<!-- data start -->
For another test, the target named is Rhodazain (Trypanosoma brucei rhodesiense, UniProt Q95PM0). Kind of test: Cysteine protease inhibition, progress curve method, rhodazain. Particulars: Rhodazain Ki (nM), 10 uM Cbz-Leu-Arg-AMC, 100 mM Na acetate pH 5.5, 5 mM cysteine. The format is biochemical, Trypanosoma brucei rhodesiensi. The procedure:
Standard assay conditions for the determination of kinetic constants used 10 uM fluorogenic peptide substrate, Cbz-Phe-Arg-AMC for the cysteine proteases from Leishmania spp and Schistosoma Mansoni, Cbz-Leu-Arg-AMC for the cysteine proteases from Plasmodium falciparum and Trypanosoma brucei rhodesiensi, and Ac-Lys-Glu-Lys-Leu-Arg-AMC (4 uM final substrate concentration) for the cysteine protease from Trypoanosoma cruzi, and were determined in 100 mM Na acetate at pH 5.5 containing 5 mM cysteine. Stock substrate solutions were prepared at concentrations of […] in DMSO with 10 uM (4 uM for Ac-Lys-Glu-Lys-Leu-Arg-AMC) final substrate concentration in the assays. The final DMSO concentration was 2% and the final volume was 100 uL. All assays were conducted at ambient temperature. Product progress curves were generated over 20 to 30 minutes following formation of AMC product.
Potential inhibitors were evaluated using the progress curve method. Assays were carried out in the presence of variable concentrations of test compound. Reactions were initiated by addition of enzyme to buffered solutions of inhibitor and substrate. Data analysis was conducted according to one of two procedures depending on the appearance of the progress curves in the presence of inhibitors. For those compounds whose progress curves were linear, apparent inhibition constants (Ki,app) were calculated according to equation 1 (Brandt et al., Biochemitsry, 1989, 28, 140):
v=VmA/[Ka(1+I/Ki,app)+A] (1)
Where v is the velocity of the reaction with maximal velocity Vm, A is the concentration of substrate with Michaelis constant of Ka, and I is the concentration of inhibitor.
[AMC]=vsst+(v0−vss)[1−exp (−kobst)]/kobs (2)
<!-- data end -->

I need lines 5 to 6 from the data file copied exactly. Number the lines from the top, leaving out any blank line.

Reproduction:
Where v is the velocity of the reaction with maximal velocity Vm, A is the concentration of substrate with Michaelis constant of Ka, and I is the concentration of inhibitor.
[AMC]=vsst+(v0−vss)[1−exp (−kobst)]/kobs (2)